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Fellows Spotlight
The Bromley Family Pearl Haven Campus
August 2, 2022
Photo of Pearl Haven Campus building

Photo courtesy Hoʻōla Nā Pua

Cohort VII Fellow Jessica Munoz shares about a place of healing and the new residential treatment program by Hoʻōla Nā Pua.

Contributed by: Jessica Munoz, Cohort VII

Over thirteen years ago, I began my journey to advocate for the most vulnerable children in our community. Children who have suffered the most horrific form of child abuse through sex-trafficking and exploitation. In 2009, I was determined to shine the light into this criminal darkness and watch new life come forth, starting right here in Hawaiʻi. I was entrusted with the vision of what would become the Hawaiʻi-based nonprofit Hoʻōla Nā Pua.

As an ER nurse, I quickly recognized systemic gaps in the social system’s response which at times included identification and prevention but did not offer a continuum of care to prevent revictimization. Exploited youth were (and are) in desperate need for a new approach to trauma-informed therapy offering a path of healing that allows sustainable reintegration back into society at large and their own futures, not defined by their past.

As a founder, advocate, and yes, disruptor, I have worked to elevate the conversation around the complex issue of child sex-trafficking and exploitation; to ensure that our government and key community stakeholders understand the gravity of the crisis and the need to prioritize the safety of children. Exploitation cannot be allowed to continue in our islands. Hoʻōla Nā Pua started with a very small group of volunteers. We activated community programs such as Hōkū Groups, Starfish Mentoring,and Education & Training, but the comprehensive response needed a residential treatment center that did not exist in Hawaiʻi… a place we would one day call Pearl Haven.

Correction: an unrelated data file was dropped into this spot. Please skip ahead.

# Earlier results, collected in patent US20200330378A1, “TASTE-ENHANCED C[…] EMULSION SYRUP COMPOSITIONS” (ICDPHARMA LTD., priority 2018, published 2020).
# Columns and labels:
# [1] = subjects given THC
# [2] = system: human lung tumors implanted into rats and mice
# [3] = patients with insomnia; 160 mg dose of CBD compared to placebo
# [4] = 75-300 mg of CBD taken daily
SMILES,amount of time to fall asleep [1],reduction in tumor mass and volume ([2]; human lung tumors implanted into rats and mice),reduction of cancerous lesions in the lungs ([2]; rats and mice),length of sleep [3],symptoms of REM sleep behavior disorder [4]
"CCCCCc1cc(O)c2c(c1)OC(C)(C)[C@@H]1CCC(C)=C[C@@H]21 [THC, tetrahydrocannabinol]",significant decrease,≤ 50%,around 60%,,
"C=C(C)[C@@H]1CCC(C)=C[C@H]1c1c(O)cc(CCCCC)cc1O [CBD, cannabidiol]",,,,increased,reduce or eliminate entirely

Images of young women at Photo courtesy Pearl Haven Campus

Photo courtesy Hoʻōla Nā Pua

In June of 2021, amid the global pandemic and with the help of generous donors, we opened The Bromley Family Pearl Haven Campus for underage youth here in Hawaiʻi and abroad who have been sexually exploited. Access to this progressive facility has already held defining impact in the fight and response against trafficking. Pearl Haven has also paved the way to develop a new model of clinical programming that has the potential to be replicated across the country and around the globe.

As we celebrate Pearl Haven’s one-year anniversary of operating on Oʻahu, we have already witnessed transformational healing, renewal, and growth within our first cohort of youth who have had the opportunity to find safety and individualized treatment in this sacred space. The environment not only provides comfort and healing, but it also nurtures unique skill-training with adjunct therapeutic programs such as education, music, dance, art, nutrition, agriculture, athletics, self-defense, and an animal-assisted therapy program. The approach is holistic, multi-tiered, and progressive—and it’s working.

The care of children is perhaps humanity’s highest honor and responsibility. Add to that, the care needed for this level of trauma—you can imagine that this endeavor carries complex risk and daily challenges but also life-changing rewards. I am so humbled and thankful for our Hoʻōla Nā Pua staff and volunteers, including the new team of skilled clinicians at Pearl Haven who are pioneering a program of this magnitude with grace and an unwavering commitment to our youth.

While it may take time, Hoʻōla Nā Pua’s Pearl Haven Campus is growing into the program model it was designed to be, while the need for a national model continues to be central to the greater conversations around responding to children who have been sexually exploited in the United States. There are over 100,000+ children who are trafficked every year in the U.S. We have a lot of work to do!

Exponential growth requires exponential change. As I enter into this next season for Hoʻōla Nā Pua and my new chapter of executive advocacy, I am excited to take the conversation to a national level, remembering that this vision and work began in Hawaiʻi. Hawaiʻi truly does have the opportunity to pave the way on this issue and shine the light from the heart of the Pacific as we continue to create bright futures for our youth.

Together, we can end the exploitation of keiki in Hawaiʻi and set a new standard for the country.

To learn more about Hoʻōla Nā Pua, our upcoming Pearl Gala, and our $1000X1000 Campaign, visit our website at